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Grantee Research Project Results

NCER Grantee Research Project Results

Effects of Urban Habitat Fragmentation in Small Mammals

EPA Grant Number: U915833
Title: Effects of Urban Habitat Fragmentation in Small Mammals
Investigators: Pergams, Oliver R.
Institution: University of Illinois at Chicago
EPA Project Officer: Broadway, Virginia
Project Period: August 1, 2000 through August 1, 2003
Project Amount: $84,834
RFA: STAR Graduate Fellowships (2000)
Research Category: Biology/Life Sciences , Genetics/Susceptibility/Metabolics , Life Sciences - Molecular Biology/Genetics , Academic Fellowships

Description:

Objective:

The objective of this research project is to quantify the genetic and morphological effects of urban habitat fragmentation on: (1) Peromyscus leucopus, the white-footed mouse; and (2) Peromyscus maniculatus bairdii, the prairie deer mouse, in the Chicago area.

Approach:

The mtDNA COII region will be sequenced and 5 to 8 of 11 recently published microsatellite loci will be scored. Genetic distance between populations, hierarchical F-statistics to measure population structure and subdivision, and loss of alleles in populations, over time will be calculated. In addition, correlation of genetic distance with geographic distance, and reduced population variability with patch size will be evaluated. To analyze morphological change, 12 cranial and four external measurements will be used to perform discriminant function analysis on the five temporal classes to determine the existence, degree, and direction of possible microevolution. An evaluation to determine whether morphological changes have been guided by directional selection will be conducted by determining if any changes across populations over time have been in similar directions.

Expected Results:

It is hypothesized that populations of P. leucopus isolated in habitat patches by urbanization over the past 150 years have become genetically more distinct between populations, and less genetically varied within populations, due to the forces of genetic drift and possibly selection. Also, a unique opportunity exists to document the genetic change in P. maniculatus bairdii populations that have become endangered. It is hypothesized that these populations also became less genetically varied over time due to the forces of genetic drift. Based on these findings in Channel Island deer mice, it also is hypothesized that microevolution has acted on the morphology of Chicago-area Peromyscus isolated in habitat islands, possibly by selecting for smaller body size as in the Channel Islands.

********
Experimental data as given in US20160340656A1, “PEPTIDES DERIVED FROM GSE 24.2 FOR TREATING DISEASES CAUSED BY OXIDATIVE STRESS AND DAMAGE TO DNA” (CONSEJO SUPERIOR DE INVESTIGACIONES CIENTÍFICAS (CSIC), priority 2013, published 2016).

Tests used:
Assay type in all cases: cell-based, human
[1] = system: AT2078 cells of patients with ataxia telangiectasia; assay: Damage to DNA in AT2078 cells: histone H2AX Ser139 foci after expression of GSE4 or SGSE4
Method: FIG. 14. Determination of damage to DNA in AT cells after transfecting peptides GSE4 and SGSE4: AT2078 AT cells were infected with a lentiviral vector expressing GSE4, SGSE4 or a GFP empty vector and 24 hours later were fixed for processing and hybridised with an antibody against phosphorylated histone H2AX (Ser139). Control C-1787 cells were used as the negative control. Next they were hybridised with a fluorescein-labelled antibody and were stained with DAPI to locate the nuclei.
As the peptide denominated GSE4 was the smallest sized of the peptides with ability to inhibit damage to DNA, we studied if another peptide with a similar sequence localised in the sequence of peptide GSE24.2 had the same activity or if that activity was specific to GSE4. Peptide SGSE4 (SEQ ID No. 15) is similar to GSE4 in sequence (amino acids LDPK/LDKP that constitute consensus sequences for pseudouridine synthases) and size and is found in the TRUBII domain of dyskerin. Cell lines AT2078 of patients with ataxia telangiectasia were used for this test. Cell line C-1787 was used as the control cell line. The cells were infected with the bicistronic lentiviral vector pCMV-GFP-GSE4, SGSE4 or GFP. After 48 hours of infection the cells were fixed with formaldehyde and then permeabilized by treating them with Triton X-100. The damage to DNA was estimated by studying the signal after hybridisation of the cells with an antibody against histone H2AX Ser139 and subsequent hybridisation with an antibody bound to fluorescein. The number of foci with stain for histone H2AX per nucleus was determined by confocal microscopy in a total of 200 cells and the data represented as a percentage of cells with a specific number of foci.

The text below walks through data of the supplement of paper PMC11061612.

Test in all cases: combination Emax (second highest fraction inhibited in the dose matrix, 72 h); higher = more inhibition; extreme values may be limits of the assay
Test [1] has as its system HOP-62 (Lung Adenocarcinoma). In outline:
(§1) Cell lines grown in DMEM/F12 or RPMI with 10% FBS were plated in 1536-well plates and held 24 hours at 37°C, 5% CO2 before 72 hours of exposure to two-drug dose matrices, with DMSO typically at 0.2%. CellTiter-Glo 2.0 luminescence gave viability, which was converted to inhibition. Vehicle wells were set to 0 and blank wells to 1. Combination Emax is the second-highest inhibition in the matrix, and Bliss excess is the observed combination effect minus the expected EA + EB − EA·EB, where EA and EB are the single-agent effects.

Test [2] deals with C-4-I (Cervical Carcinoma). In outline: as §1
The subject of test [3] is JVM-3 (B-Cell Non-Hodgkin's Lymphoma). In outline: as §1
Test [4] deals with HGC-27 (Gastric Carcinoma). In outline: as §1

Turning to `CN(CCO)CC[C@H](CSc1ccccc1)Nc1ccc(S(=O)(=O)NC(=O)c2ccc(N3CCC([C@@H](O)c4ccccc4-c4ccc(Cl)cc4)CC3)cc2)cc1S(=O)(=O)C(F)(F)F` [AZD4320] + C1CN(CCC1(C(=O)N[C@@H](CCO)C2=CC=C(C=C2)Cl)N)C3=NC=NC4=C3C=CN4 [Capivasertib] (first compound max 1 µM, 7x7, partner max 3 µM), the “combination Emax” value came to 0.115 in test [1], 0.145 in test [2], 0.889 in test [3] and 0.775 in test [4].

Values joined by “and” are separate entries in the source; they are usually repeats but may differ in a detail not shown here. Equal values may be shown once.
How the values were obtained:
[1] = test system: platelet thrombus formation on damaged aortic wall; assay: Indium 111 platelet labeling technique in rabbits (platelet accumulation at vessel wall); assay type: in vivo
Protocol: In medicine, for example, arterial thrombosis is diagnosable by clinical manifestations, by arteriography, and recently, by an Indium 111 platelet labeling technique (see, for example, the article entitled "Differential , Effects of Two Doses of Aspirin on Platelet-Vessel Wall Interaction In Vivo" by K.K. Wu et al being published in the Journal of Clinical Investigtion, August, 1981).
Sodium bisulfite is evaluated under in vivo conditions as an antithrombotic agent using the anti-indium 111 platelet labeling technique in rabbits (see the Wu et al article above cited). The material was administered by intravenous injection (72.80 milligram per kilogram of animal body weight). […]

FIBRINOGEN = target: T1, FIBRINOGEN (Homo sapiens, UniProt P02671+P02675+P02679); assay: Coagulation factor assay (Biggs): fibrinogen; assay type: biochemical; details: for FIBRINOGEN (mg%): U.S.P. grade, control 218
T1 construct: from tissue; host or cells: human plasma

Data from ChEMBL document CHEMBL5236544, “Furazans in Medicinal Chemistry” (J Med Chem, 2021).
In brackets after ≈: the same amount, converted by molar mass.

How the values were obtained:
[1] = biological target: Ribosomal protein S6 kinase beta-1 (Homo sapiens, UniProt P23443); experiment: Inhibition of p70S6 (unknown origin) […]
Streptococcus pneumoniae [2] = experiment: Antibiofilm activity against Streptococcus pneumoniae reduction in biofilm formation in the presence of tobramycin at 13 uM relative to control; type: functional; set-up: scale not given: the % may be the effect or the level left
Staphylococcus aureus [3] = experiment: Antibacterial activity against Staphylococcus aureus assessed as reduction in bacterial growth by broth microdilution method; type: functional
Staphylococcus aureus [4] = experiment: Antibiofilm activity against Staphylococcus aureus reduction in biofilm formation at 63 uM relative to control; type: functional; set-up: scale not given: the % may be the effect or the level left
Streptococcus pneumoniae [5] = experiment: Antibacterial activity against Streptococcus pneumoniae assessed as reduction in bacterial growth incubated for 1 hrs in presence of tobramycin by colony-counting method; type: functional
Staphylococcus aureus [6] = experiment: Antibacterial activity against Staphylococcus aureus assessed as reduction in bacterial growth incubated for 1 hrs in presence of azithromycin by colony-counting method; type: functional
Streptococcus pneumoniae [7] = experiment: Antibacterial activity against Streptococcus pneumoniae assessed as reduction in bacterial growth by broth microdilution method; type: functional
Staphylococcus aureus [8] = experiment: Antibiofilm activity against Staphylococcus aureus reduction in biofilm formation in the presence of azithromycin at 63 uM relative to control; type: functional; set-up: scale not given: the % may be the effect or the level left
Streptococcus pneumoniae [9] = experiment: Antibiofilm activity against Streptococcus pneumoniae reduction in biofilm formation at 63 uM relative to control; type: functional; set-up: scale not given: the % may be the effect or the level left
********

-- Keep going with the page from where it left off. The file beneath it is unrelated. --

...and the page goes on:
Supplemental Keywords:

Peromyscus maniculatus bairdii, Peromyscus leucopus, Spermophilus franklinii, urban habitat fragmentation, genetic drift, microevolution, ancient DNA, extinction prediction, microsatellite DNA, mtDNA COII, museum collections., RFA, Scientific Discipline, Ecosystem Protection/Environmental Exposure & Risk, Ecology, wildlife, Habitat, Ecology and Ecosystems, Biology, urban habitat, peromyscus maniculatus bairdii (prairie deer mouse), prairie deer mouse, peromyscus leucopus, urban habitat fragmentation, habitat fragmentation, peromyscus leucopus (white-footed mouse), small mammals, perpmyscus maniculatus bairdii, effects of fragmentation, ancient DNA, white-footed mouse

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The perspectives, information and conclusions conveyed in research project abstracts, progress reports, final reports, journal abstracts and journal publications convey the viewpoints of the principal investigator and may not represent the views and policies of ORD and EPA. Conclusions drawn by the principal investigators have not been reviewed by the Agency.

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